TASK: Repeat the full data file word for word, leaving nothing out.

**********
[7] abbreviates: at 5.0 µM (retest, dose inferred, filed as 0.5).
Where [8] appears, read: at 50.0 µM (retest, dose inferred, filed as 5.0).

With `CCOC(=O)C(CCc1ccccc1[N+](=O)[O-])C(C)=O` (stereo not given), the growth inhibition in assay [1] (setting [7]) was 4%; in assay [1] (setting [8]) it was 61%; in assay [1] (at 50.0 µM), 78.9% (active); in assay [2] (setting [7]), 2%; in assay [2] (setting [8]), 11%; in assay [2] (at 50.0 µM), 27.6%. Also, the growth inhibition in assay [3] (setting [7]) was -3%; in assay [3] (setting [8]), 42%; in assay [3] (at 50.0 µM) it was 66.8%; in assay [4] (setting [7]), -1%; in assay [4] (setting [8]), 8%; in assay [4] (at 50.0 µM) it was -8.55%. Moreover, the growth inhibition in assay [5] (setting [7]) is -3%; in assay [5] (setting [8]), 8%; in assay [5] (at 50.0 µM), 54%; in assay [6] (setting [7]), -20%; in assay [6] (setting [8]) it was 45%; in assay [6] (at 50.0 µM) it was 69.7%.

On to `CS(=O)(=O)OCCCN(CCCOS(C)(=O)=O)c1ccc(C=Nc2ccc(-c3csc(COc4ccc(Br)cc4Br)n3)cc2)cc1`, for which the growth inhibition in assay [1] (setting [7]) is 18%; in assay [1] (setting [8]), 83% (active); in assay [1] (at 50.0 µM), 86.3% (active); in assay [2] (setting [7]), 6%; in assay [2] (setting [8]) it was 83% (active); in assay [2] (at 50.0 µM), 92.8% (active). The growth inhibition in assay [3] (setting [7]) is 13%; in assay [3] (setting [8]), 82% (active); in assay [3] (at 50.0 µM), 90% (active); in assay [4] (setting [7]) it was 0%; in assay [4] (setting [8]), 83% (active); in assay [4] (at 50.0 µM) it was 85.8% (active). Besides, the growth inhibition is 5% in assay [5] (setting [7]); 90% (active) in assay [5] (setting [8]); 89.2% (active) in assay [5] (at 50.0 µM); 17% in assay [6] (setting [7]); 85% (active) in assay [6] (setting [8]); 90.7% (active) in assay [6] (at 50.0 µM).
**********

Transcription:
[7] abbreviates: at 5.0 µM (retest, dose inferred, filed as 0.5).
Where [8] appears, read: at 50.0 µM (retest, dose inferred, filed as 5.0).

With `CCOC(=O)C(CCc1ccccc1[N+](=O)[O-])C(C)=O` (stereo not given), the growth inhibition in assay [1] (setting [7]) was 4%; in assay [1] (setting [8]) it was 61%; in assay [1] (at 50.0 µM), 78.9% (active); in assay [2] (setting [7]), 2%; in assay [2] (setting [8]), 11%; in assay [2] (at 50.0 µM), 27.6%. Also, the growth inhibition in assay [3] (setting [7]) was -3%; in assay [3] (setting [8]), 42%; in assay [3] (at 50.0 µM) it was 66.8%; in assay [4] (setting [7]), -1%; in assay [4] (setting [8]), 8%; in assay [4] (at 50.0 µM) it was -8.55%. Moreover, the growth inhibition in assay [5] (setting [7]) is -3%; in assay [5] (setting [8]), 8%; in assay [5] (at 50.0 µM), 54%; in assay [6] (setting [7]), -20%; in assay [6] (setting [8]) it was 45%; in assay [6] (at 50.0 µM) it was 69.7%.

On to `CS(=O)(=O)OCCCN(CCCOS(C)(=O)=O)c1ccc(C=Nc2ccc(-c3csc(COc4ccc(Br)cc4Br)n3)cc2)cc1`, for which the growth inhibition in assay [1] (setting [7]) is 18%; in assay [1] (setting [8]), 83% (active); in assay [1] (at 50.0 µM), 86.3% (active); in assay [2] (setting [7]), 6%; in assay [2] (setting [8]) it was 83% (active); in assay [2] (at 50.0 µM), 92.8% (active). The growth inhibition in assay [3] (setting [7]) is 13%; in assay [3] (setting [8]), 82% (active); in assay [3] (at 50.0 µM), 90% (active); in assay [4] (setting [7]) it was 0%; in assay [4] (setting [8]), 83% (active); in assay [4] (at 50.0 µM) it was 85.8% (active). Besides, the growth inhibition is 5% in assay [5] (setting [7]); 90% (active) in assay [5] (setting [8]); 89.2% (active) in assay [5] (at 50.0 µM); 17% in assay [6] (setting [7]); 85% (active) in assay [6] (setting [8]); 90.7% (active) in assay [6] (at 50.0 µM).